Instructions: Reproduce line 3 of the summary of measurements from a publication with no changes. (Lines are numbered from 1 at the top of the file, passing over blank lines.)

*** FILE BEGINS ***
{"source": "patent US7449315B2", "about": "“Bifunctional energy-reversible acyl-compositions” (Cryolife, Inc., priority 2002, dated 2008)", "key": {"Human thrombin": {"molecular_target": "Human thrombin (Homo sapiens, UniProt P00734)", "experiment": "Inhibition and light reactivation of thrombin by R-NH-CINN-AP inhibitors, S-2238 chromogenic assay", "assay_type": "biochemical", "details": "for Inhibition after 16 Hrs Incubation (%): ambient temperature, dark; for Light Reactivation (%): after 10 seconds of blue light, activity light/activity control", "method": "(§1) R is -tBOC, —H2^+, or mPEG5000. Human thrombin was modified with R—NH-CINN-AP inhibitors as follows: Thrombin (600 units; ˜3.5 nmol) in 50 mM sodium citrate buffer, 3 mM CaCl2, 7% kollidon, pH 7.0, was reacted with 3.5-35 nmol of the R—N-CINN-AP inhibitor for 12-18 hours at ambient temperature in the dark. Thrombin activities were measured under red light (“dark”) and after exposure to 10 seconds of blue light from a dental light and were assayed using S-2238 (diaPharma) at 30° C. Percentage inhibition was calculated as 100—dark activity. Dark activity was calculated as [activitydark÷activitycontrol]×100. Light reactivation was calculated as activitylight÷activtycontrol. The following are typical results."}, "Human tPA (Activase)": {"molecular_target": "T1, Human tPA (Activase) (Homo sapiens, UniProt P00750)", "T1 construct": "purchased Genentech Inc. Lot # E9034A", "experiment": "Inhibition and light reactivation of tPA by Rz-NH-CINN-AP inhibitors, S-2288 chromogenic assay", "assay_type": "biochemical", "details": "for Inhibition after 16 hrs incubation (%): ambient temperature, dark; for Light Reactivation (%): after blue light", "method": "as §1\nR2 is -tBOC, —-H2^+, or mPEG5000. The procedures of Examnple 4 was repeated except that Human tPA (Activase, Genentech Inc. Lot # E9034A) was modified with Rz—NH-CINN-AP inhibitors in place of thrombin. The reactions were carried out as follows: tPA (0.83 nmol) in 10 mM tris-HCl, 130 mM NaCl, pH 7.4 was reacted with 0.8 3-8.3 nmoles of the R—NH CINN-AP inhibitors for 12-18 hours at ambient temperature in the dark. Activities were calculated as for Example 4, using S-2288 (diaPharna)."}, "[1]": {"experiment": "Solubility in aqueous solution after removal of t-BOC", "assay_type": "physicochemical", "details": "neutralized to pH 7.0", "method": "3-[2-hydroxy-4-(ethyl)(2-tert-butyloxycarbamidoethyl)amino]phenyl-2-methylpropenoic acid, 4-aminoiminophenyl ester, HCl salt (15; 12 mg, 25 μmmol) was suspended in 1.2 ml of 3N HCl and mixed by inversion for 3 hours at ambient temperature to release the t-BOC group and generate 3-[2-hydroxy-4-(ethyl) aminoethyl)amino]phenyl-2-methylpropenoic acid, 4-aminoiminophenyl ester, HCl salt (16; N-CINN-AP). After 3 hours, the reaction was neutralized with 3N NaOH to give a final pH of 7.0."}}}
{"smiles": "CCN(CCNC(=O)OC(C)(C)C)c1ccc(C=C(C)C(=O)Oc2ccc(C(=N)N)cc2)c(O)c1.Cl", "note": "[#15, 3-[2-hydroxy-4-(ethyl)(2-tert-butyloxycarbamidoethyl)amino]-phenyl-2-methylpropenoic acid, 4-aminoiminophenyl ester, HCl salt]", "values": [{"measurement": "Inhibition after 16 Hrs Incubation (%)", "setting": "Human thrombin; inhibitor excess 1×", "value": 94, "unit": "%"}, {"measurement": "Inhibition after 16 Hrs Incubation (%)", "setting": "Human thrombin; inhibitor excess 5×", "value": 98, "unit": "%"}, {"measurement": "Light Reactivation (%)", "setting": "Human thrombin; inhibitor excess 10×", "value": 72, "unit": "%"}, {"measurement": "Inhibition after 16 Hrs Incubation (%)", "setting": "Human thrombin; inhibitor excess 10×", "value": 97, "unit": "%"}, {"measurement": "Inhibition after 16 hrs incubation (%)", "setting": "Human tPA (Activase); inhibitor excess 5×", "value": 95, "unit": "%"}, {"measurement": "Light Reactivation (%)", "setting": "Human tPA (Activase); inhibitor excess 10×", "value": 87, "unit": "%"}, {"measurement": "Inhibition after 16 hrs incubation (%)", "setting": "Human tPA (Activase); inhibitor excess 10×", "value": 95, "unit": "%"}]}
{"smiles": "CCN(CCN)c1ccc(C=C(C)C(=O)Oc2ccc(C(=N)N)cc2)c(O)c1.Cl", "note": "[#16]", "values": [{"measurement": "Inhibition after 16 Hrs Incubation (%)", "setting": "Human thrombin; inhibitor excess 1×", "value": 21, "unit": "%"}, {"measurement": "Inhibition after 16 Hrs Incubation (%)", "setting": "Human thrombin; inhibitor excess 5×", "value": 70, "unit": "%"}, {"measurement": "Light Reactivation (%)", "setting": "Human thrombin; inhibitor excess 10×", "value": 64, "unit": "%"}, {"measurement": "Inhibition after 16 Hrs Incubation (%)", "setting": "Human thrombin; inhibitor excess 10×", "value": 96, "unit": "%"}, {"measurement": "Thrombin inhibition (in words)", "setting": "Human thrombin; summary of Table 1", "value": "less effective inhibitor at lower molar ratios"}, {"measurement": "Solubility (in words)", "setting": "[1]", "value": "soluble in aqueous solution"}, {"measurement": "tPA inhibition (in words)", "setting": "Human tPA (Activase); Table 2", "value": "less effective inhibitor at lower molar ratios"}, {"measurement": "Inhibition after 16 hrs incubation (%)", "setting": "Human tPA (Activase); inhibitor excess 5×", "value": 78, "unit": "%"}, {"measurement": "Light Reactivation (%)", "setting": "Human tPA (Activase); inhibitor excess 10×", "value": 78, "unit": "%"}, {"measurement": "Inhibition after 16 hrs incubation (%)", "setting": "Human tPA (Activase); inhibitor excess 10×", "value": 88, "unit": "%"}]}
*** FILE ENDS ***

{"smiles": "CCN(CCN)c1ccc(C=C(C)C(=O)Oc2ccc(C(=N)N)cc2)c(O)c1.Cl", "note": "[#16]", "values": [{"measurement": "Inhibition after 16 Hrs Incubation (%)", "setting": "Human thrombin; inhibitor excess 1×", "value": 21, "unit": "%"}, {"measurement": "Inhibition after 16 Hrs Incubation (%)", "setting": "Human thrombin; inhibitor excess 5×", "value": 70, "unit": "%"}, {"measurement": "Light Reactivation (%)", "setting": "Human thrombin; inhibitor excess 10×", "value": 64, "unit": "%"}, {"measurement": "Inhibition after 16 Hrs Incubation (%)", "setting": "Human thrombin; inhibitor excess 10×", "value": 96, "unit": "%"}, {"measurement": "Thrombin inhibition (in words)", "setting": "Human thrombin; summary of Table 1", "value": "less effective inhibitor at lower molar ratios"}, {"measurement": "Solubility (in words)", "setting": "[1]", "value": "soluble in aqueous solution"}, {"measurement": "tPA inhibition (in words)", "setting": "Human tPA (Activase); Table 2", "value": "less effective inhibitor at lower molar ratios"}, {"measurement": "Inhibition after 16 hrs incubation (%)", "setting": "Human tPA (Activase); inhibitor excess 5×", "value": 78, "unit": "%"}, {"measurement": "Light Reactivation (%)", "setting": "Human tPA (Activase); inhibitor excess 10×", "value": 78, "unit": "%"}, {"measurement": "Inhibition after 16 hrs incubation (%)", "setting": "Human tPA (Activase); inhibitor excess 10×", "value": 88, "unit": "%"}]}